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Topic Title: Real problem guys really need some help?
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Created On: 18 December 2015 12:38 PM
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 18 December 2015 12:38 PM
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goldenboy1818

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Joined: 22 February 2011

Hi guys I have a problem here and I'm not sure what it is. It's a new large house all led spots and rf switching. Now what happens is as I turn on the switches one by one eventually it will trip the rcd. It does this on both rcds as two lighting circuits on each rcd. Have c type breaker in place and i know it's not overload as rcd tripping. Seems to me some sort of earth leakage maybe from these rf switches have you ever heard of this before?

Another thing with the microwave steam oven on it actually trips a bit quicker so say may only get 5 switches on instead of 8 so obviously a bit of leakage from the ovens. The ovens won't trip it by them selves but the lights will. Done ir test before switches wired in as these rf switches drag readings around so difficult to do that now without taking all switches apart. But like I say was fine before. I do have a surge protector in the board but it still does the same even with those isolated. Really confused on this guys struggling please help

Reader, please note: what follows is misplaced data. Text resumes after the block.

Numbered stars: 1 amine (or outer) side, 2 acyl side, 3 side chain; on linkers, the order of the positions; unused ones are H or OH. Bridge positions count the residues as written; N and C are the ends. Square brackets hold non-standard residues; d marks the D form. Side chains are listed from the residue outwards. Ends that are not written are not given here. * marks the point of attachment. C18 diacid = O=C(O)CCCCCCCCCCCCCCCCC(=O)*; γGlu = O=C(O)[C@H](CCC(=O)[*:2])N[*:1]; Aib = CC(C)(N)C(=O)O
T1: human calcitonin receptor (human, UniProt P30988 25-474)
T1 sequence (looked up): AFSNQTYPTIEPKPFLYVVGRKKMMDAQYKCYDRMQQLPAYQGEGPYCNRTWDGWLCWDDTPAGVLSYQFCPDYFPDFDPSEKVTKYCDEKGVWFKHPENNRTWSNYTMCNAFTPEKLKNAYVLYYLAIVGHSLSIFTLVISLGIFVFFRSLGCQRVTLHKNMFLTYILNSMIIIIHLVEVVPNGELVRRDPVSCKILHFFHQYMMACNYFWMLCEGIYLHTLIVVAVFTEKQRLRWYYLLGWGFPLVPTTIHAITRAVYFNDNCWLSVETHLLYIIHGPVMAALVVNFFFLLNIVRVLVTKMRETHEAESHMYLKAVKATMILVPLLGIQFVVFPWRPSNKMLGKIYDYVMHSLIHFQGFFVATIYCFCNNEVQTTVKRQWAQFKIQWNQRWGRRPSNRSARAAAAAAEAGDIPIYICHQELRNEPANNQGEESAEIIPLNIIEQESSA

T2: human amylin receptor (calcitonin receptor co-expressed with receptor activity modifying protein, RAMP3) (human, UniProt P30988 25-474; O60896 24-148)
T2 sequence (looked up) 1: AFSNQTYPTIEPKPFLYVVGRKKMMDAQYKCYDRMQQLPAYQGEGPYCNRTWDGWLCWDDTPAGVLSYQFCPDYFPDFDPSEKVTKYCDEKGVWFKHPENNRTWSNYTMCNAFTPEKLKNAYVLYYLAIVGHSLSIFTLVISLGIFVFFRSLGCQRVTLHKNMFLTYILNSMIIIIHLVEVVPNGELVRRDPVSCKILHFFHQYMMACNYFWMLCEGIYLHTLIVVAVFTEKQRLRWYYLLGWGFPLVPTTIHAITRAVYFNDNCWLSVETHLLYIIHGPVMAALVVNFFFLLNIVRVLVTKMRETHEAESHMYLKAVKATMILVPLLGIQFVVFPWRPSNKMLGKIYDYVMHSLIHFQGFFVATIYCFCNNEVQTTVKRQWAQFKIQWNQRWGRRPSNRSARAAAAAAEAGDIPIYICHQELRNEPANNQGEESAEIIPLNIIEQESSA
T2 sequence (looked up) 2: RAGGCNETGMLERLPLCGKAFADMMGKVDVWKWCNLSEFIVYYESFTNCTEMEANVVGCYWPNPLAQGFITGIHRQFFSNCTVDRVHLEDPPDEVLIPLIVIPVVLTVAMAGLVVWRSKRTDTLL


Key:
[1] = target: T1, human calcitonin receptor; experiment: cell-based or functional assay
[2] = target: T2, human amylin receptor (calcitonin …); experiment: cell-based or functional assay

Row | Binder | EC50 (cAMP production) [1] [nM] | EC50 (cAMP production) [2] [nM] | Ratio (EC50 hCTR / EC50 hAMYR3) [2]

18 December 2015 02:05 PM
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mapj1

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Measure the earth currents with the loads on. Anything more than single figures mA should be treated as 'worrying'
Ramp test the RCD and see how many mA from L to E are needed to trip it, firstly with lights off, then a second time with as many on as it can stand.

And yes - RF controlled lighting will contain RFI filters, that almost certainly add some capacitors between L and E (and N and E and N and L) to keep the effects of conducted interference along the wires to a tolerable level for any one light, (note that the total may not be tolerable for many of them - but that's the way the standards are written - but its then the design authority's problem.)